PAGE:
This is going to be a slightly disjointed column. I spent a considerable amount of time vacillating on the question of which of two aspects of the topic at hand to emphasize and in the end I decided on both. Stylistically ill-advised, but both deserve attention.

The topic in question is a course I just had the good fortune to teach on the history of mathematics. The first aspect worthy of the ink is the context for the course. A decade ago one of my colleagues who frequently teaches courses for future high school mathematics teachers became conscious that while we encourage all teachers to be life-long learners, once these folks graduated we were offering nothing to aid that learning – every one of our courses that might be of interest met during regular high school hours. He persuaded the department to set up a series of one-quarter courses, all called Math 497, that would meet once a week for nearly three hours in the late afternoon. This produced a three credit course which it is physically possible for an in-service teacher to attend, and over the years many have done so. The course is also open to regular students and has attracted a fair variety of them, as well as some community college faculty members. My favorite blend is about one third in-service teachers, one third undergraduates majoring in mathematics for high school teachers and one third a motley collection from all around campus, with a community college teacher or two thrown in. It makes for a wealth of perspectives and some really good conversations among the students.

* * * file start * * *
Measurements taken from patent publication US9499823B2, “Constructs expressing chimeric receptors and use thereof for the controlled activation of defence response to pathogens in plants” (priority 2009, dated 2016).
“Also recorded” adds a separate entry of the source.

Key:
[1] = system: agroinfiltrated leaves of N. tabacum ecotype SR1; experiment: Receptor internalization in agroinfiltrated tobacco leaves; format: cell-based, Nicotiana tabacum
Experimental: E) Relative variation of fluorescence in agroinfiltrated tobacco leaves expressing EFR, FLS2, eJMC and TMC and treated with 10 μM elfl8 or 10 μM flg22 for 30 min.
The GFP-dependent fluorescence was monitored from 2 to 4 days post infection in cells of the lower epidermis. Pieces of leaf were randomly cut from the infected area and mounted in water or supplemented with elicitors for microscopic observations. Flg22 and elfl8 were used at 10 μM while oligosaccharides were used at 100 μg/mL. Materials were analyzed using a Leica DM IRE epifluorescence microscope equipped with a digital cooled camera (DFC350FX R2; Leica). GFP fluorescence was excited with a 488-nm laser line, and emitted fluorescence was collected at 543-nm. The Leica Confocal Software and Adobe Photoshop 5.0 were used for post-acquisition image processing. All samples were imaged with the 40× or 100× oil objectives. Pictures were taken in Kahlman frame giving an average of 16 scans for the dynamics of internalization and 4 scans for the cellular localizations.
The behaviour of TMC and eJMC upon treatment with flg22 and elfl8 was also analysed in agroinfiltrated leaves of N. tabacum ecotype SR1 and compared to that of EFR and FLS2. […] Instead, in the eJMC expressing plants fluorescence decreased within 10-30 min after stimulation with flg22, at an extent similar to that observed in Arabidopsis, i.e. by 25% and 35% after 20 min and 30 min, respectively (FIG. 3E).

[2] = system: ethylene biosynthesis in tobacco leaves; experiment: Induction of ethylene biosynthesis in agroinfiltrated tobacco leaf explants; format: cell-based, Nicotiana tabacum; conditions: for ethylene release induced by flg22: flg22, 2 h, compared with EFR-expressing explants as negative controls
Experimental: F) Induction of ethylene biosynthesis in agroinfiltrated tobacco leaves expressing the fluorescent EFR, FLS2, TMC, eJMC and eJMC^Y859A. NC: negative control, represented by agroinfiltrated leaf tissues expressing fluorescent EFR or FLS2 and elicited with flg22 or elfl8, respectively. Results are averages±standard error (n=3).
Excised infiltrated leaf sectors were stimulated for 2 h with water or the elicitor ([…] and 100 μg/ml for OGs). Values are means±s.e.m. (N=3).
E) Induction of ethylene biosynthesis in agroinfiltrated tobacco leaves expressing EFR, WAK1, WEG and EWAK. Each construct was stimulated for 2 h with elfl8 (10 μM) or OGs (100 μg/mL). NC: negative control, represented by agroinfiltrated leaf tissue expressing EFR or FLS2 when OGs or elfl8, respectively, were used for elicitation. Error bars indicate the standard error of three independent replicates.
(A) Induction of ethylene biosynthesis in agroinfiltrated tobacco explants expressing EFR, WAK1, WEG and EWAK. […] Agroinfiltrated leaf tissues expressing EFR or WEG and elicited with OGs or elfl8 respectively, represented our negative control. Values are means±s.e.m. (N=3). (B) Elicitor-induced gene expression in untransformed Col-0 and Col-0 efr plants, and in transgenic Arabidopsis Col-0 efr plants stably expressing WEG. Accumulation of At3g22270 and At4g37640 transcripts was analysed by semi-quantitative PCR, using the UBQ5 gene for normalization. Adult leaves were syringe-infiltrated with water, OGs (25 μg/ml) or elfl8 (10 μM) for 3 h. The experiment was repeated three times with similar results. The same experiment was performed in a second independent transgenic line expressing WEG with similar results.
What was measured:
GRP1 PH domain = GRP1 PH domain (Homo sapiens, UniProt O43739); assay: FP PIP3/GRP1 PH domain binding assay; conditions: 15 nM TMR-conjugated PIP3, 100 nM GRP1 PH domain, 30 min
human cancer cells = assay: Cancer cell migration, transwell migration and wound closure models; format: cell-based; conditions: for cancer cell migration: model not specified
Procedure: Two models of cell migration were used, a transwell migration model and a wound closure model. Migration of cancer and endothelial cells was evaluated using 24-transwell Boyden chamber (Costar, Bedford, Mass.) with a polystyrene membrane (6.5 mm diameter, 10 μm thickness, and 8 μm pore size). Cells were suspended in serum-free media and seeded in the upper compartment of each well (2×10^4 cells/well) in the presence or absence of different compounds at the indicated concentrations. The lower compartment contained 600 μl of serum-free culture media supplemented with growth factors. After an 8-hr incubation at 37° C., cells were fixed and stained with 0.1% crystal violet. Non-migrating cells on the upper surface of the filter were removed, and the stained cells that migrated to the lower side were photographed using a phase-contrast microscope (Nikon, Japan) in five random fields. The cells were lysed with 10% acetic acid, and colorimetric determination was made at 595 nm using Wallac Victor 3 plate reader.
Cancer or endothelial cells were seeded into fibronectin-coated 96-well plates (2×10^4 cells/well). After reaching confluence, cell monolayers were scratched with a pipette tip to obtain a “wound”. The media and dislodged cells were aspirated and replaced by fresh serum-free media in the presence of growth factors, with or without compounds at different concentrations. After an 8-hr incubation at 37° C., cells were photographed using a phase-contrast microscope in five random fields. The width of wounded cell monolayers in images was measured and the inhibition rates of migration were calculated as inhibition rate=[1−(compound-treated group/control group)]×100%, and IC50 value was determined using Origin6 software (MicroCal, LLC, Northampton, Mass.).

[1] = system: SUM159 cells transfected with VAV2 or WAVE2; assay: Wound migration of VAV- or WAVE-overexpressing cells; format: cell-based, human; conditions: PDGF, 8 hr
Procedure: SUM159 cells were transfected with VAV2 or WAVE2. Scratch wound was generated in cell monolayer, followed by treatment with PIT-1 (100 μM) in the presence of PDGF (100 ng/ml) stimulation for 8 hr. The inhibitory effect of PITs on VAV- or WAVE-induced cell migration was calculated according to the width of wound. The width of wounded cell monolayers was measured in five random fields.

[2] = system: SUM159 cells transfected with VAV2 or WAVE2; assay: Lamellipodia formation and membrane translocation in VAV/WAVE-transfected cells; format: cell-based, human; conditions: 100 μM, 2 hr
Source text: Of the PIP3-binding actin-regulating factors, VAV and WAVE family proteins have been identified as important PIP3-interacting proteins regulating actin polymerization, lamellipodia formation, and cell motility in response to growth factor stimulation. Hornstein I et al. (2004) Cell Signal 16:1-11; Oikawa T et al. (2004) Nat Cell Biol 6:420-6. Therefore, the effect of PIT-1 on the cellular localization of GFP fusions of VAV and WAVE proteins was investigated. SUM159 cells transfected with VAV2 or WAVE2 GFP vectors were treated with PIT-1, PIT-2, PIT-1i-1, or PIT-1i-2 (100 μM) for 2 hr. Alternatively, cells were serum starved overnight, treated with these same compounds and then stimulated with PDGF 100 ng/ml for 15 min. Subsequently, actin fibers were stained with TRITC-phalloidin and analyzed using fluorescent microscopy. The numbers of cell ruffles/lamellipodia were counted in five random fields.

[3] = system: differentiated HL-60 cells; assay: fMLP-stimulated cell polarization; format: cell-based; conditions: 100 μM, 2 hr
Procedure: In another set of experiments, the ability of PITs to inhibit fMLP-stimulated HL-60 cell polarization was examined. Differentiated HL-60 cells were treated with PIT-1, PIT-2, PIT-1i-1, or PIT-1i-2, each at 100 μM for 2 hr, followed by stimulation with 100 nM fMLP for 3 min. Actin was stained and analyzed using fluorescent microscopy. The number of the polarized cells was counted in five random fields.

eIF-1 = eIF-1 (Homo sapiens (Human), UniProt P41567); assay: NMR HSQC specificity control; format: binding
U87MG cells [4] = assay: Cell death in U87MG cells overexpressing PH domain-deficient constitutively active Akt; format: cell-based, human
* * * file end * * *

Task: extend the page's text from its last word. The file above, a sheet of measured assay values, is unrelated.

Recently, for a variety of reasons, enrollment of in-service teachers has declined somewhat. Given limited resources, the question of the course's continuation has to be addressed. We've held out, though, partly on the basis of a slightly abstract but highly relevant consideration: as a department we are committed to supporting the K-12 system. We look hard for meaningful ways to accomplish that, and have had some success. Math 497 represents a quiet but solid way of conveying that support.

That covers one aspect of 497 courses – their raison d'être and the benefits we hope accrue from them. Of another I gave a hint above: they're great fun to teach. Part of the reason is the students, who tend to be interesting and interested. Another part is the required course material, or rather the lack thereof. What is required is a topic that has genuine mathematical content, requires thinking but doesn't rely on pieces of mathematics that may have developed rust if a teacher has been in the K-12 classroom for a couple of decades, and is engaging enough to keep people awake for three hours at the end of a full day. In other works, it needs to be something the instructor can really enjoy teaching – what a demand! It can even be something about which one knows a bit but wants to know a lot more. Most of the Graph Theory I know came from an early 497 class, and a colleague became very happily tied up in Knot Theory. Recently (and here's where we switch to the other aspect) I opted to teach a 497 class on History of Mathematics and as a result became a complete convert to teaching both about it and with it.